Imagine you’re an honest man trying to be loyal to a church, but you discover it’s filled with the kind of wholesale corruption that can only be compared to the kind Jesus found when he threw the moneychangers out of the temple. Imagine that this church you are a part of is the only one in town—in fact, the entire country and all the surrounding countries—and that it wields not just cultural influence, but political power so great that speaking out against it could be fatal. Above all, imagine that the only God you know is an angry judge, bound to condemn you to hell for your sins.
Now imagine that you discover that God isn’t itching to punish you, but in fact loves you more than you’ve ever dreamed possible—a truth so important to you that you’re willing to take on this church, no matter what it costs you.
Such were the life and times of Martin Luther, the 16th century German monk-turned-historic-church-reformer.
You can’t fully capture Martin Luther in a two-hour movie. But Luther takes a good stab at it, bringing him vividly to life with quality acting, costumes and sets that effectively recreate his corner of the world—from Rome’s decadence to the dusty, daily lives of German peasants and churchgoers. Joseph Fiennes brings passion, sensitivity and range as a Luther who is at different points fearful, indignant, questioning, reflective and boldly convicted. Seeing his fear only highlights his bravery; watching him you feel the weight of what it was like to stand against the greatest powers of his time, the papacy and the Holy Roman Empire.
The greatest strength of Luther is that it takes its material seriously. No one is caricatured, not even the notorious seller of indulgences Johann Tetzel, who comes off as charismatic and intense. Best of all, the film stays largely true to history with relatively little creative license. Much of its dialogue is a matter of record, and this brings some of the strongest moments, such as Luther’s compelling, grace-oriented sermons and his famous “Here I Stand” speech. The latter is surely the dramatic highpoint of the film: Clinging to Scripture in defiance of the Pope and in full awareness of the consequences, Luther shows us the fiber of a man for whom, in the end, the Word of God was the most important thing in the world.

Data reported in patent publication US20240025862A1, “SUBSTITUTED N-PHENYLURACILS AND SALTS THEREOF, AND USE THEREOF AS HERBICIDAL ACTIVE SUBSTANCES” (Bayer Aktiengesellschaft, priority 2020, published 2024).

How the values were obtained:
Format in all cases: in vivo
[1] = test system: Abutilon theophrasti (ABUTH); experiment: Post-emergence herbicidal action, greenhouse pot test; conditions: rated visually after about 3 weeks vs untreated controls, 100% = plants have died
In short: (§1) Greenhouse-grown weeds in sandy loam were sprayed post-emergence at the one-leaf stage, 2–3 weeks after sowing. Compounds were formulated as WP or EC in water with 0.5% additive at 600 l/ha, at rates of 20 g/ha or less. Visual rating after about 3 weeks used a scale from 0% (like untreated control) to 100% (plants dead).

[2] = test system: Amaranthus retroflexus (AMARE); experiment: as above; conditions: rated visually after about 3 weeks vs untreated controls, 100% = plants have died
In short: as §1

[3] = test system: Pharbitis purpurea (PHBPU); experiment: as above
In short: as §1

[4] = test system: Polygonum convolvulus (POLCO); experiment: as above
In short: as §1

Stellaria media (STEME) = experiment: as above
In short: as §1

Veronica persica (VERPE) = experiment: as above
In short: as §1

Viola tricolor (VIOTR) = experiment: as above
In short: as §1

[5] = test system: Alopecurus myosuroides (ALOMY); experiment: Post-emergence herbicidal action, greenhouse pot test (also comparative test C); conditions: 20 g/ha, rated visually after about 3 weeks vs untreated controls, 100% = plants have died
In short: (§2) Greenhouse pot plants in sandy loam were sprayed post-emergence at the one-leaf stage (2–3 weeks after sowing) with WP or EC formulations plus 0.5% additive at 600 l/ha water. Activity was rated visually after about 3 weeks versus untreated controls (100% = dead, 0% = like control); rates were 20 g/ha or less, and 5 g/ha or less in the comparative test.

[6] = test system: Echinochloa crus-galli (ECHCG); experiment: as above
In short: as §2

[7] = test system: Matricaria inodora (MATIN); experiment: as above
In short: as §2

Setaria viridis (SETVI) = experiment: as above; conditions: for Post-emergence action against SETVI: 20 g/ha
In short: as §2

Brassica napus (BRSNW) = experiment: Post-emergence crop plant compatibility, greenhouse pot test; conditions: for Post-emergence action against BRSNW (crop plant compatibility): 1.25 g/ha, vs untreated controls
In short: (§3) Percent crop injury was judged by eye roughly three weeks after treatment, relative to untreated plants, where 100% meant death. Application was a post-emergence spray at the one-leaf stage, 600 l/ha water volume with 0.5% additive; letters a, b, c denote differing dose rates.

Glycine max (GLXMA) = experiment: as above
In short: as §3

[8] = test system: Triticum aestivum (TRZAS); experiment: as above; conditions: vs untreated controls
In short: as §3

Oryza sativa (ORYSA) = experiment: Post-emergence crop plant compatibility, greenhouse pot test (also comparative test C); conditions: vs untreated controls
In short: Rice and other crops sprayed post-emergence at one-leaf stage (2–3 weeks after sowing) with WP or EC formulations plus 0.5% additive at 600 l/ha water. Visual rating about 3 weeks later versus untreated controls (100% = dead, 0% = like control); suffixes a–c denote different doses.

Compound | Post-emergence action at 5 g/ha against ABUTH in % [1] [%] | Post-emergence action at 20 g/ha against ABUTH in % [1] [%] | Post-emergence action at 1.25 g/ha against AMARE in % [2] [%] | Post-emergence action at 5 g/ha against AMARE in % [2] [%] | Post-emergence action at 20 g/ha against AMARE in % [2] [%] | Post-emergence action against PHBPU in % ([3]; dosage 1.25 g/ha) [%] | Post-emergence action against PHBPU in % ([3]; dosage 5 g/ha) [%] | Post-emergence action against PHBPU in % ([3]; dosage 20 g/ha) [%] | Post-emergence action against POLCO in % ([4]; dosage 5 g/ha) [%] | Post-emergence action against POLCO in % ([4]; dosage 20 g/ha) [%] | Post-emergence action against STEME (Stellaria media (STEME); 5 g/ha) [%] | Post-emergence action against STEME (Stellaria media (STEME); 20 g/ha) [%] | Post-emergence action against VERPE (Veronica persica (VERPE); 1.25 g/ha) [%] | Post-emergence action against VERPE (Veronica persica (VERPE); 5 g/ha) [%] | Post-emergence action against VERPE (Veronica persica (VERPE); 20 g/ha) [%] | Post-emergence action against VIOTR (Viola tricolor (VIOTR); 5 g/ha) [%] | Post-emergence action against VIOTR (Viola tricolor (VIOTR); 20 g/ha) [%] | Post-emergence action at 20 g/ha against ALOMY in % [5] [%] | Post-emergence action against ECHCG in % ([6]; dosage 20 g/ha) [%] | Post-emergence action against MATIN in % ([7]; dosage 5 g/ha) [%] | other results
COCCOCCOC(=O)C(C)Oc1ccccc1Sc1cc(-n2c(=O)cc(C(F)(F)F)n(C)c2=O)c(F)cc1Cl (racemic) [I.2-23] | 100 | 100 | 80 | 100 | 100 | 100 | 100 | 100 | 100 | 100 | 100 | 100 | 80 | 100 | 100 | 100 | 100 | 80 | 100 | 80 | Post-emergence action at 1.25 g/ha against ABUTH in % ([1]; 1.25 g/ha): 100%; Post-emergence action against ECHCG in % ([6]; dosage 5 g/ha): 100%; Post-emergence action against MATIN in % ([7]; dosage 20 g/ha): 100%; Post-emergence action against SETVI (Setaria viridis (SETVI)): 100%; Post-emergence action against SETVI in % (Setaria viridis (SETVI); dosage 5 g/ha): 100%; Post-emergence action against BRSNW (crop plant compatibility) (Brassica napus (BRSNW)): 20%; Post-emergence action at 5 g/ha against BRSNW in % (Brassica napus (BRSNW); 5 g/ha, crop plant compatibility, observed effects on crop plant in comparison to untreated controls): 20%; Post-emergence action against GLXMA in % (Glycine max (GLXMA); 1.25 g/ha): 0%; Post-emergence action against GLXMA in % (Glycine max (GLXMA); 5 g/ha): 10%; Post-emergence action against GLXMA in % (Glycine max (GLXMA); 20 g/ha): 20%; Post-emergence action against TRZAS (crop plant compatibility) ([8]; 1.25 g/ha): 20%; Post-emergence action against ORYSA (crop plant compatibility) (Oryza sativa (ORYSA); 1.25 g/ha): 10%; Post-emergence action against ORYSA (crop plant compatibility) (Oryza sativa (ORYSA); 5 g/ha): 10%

In addition to its abundance of positive spiritual content (noted below), Luther is a profile in courage and conscience. Its hero struggles with fears and doubts, but overcomes them even when it placed his life at risk. A reluctant revolutionary, he feels pain and responsibility over the violent rebellions his words touched off. He regretfully pronounces himself “a man of blood,” though we see him do his best to stop a riot, and one character says that Luther deplores violence, fighting “with his tongue and his pen, not his sword.” None of this deters Luther from asserting his convictions about Christ, however, insisting to the end that he cannot compromise the truth.
Bravery, loyalty and honor are displayed by several other characters. Luther’s allies risk their lives for him and his cause (one dies as a result), and even Luther’s severe father comes around to showing concern and affection for his son. Duke Frederick the Wise lives up to his name with keen insights and his politically shrewd but at bottom stouthearted support for Luther. Some men within the Catholic Church show concern over its corruption, foreshadowing reforms that would come several decades later. Luther’s monastic superior and substitute father, Staupitz, gives Luther valuable spiritual counsel and strives to protect him. Marriage also gets an explicit boost from Luther’s own words quoted by his wife, a former nun.